This piece was written for a commentary on the BBC World Service Business Daily about Jerry Yang’s decision to resign as CEO. Back in the early days of the World Wide Web there was really only one name. Yahoo. You could tell it was big because it was what you’d type in your browser to see if your computer was connected to the Internet. Without fail: Yahoo.com. It’s been around since 1994, since Jerry Yang and David Filo, two grad students at Stanford, built a list of interesting websites, a sort of yellow pages for the Internet. They called it, first, Jerry’s Guide to the
The idea that your cellphone may become a beacon of your availability took one small step closer yesterday, although you’d be forgiven for not noticing amid all the post-turkey bloat. The theory is this. Cellphones have gotten smarter, but they still miss one vital ingredient that computer users have had for years: presence. Anyone using an instant messenger, from ICQ to Skype, will know that they can indicate to their buddies, colleagues and family whether they’re at their computer, in a meeting, dead, or whatever. I’m not available. Leave a message This is useful information: It’s a bit like knowing whether someone is at home
Be careful what you wish for. For nearly a decade I, and a lot of people like me, have been dreaming of the day when we could send an instant message to someone who wasn’t on the network as us. An instant messaging program is one that sits on your computer and allows you to send short text messages to other Internet users in real time — if they are online they see the message as soon as you’ve sent it. it’s faster than email because they get it straightaway, and it has the added bonus of letting you know whether the other person is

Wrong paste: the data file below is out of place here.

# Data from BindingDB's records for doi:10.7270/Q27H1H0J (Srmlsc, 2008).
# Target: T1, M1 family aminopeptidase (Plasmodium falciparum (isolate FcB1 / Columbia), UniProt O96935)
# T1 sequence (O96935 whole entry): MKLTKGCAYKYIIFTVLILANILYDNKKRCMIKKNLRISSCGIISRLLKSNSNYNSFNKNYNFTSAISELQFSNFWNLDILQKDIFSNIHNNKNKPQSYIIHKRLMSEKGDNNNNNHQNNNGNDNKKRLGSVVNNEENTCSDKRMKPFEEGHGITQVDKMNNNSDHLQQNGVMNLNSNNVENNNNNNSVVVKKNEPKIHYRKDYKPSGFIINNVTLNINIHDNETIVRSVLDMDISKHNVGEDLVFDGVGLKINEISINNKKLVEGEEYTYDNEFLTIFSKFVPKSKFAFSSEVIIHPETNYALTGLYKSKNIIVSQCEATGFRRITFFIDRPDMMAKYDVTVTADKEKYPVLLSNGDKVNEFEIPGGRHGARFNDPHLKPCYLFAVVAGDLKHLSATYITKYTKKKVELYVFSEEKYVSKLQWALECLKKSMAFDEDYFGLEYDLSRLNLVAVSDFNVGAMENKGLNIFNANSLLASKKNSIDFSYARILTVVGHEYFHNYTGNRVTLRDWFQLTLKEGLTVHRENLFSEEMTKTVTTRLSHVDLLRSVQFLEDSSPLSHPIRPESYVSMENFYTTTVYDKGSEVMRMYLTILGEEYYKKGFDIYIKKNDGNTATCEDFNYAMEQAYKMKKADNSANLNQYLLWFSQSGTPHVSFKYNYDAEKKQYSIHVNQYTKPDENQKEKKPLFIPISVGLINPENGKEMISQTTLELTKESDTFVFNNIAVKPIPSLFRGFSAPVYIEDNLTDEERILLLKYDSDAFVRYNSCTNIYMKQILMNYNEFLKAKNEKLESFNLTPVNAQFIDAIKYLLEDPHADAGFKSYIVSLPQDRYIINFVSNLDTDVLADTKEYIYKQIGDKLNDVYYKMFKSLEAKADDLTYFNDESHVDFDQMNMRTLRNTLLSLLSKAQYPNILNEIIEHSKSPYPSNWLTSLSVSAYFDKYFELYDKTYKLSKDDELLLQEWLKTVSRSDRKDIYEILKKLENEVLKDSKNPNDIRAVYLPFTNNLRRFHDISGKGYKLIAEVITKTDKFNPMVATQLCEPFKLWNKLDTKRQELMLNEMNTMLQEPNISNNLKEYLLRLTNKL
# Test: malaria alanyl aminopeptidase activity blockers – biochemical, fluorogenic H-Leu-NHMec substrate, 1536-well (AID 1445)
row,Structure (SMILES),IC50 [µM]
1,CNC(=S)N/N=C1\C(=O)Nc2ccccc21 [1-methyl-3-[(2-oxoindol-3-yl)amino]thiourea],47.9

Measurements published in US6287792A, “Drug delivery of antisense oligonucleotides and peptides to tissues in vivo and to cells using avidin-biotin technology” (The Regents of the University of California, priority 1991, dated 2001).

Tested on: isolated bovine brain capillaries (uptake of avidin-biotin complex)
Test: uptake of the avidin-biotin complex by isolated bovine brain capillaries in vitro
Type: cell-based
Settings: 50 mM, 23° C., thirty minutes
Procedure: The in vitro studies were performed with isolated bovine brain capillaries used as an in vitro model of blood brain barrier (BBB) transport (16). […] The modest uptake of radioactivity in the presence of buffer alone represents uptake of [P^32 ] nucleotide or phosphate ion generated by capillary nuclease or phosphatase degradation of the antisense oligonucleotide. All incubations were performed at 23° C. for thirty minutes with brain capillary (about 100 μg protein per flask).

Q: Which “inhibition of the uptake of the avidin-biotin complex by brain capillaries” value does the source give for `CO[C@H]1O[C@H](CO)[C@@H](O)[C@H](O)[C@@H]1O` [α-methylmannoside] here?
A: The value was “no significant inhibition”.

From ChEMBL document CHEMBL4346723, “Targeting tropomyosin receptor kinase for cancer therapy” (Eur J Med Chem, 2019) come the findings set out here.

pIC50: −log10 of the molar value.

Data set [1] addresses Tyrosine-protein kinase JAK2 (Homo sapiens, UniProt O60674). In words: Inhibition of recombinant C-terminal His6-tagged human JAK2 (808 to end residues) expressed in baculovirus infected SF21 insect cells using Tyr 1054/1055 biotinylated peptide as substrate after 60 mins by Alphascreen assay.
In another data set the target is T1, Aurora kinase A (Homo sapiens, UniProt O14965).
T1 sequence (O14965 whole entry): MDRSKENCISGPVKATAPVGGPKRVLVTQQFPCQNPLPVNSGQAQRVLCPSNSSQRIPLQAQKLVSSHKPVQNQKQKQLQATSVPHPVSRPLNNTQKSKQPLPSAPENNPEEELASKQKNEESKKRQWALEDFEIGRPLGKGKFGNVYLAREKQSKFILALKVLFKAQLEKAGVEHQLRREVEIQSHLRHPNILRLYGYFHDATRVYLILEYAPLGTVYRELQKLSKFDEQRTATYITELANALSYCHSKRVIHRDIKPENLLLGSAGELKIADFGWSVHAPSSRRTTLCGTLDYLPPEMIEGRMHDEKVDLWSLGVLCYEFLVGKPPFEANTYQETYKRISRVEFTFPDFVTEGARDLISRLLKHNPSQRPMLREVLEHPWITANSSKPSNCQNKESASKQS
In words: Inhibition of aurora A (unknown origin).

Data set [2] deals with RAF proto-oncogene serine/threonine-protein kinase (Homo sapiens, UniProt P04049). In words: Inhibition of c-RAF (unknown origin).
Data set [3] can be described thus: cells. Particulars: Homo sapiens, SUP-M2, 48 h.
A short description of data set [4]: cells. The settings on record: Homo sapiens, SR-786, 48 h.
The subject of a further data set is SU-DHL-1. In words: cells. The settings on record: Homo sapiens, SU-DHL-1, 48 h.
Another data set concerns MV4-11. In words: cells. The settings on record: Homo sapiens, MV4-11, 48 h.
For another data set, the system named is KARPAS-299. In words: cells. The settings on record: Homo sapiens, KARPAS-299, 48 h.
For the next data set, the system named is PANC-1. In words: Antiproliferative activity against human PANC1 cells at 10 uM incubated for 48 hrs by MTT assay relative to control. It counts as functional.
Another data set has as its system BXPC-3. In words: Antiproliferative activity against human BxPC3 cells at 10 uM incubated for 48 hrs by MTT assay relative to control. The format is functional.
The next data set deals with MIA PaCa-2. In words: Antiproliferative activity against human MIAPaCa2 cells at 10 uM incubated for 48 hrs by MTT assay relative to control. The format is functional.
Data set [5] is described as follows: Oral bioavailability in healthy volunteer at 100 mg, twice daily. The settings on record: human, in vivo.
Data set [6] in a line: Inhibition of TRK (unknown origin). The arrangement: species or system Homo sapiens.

Here, for those of you still lapping up the whole USB programs off your thumb-drive thing, is FingerGear’s Computer-On-a-Stick: The Computer-On-a-Stick (COS) is a USB Flash Drive featuring its own ultra fast Onboard Operating System with a full suite of Microsoft Office-compatible applications. According to Tom’s Hardware Guide, the drive is 256 MB and has programs taking up 192 MB, and retails for about $150. Software includes “a Debian-based Linux OS, a version of the open-source productivity suite OpenOffice as well as Mozilla’s Firefox web browser, an Instant messenger and a PDF viewer.” (Thanks, TechSpot News.) A 512 MB version is coming soon, as is
Another Skype wannabe: Gizmo: A free phone for your computer: Gizmo is a Free Phone for Your Computer That makes calling as easy as instant messaging An internet telephone. As simple as an instant messenger. Now you’re talking. Make all your calls from the comfort of your desktop. With Gizmo, it’s point, click, talk. For free. Say goodbye to high price calling, and say “hello” to anyone online, anywhere on earth. Works on Macs, Windows and Linux.
Here’s something to separate you from the rest of the boardroom: The Executive Dashboard. As far as I can work out it’s a three-panel board of dials, upon which you hook prepared overlays of, for example, the countdown to your next sales meeting, the number of emails waiting for you, or how the market is doing. Data is fed to the dashboard through a national radio network, prodding the needles up the dial. Not a bad idea. The approach is to have information seamless appear in the environment, rather than thrust at you — ‘push’ — or at the end of a long corridor called
Here’s some more interesting end-of-year stuff from Nielsen//NetRatings: a report issued today (PDF file) says that three out of every four home and work Internet users access the Internet using a non-browser based Internet application, particularly media players, instant messengers and file sharing applications. “With 76 percent of Web surfers using Internet applications, functionality has grown beyond the browser to become a fundamental piece of the overall desktop,” said Abha Bhagat, senior analyst Nielsen//NetRatings. “It’s become harder to distinguish when you’re on the Internet, blurring the lines between what’s sitting on the desktop and what’s coming from the World Wide Web.” According to the report,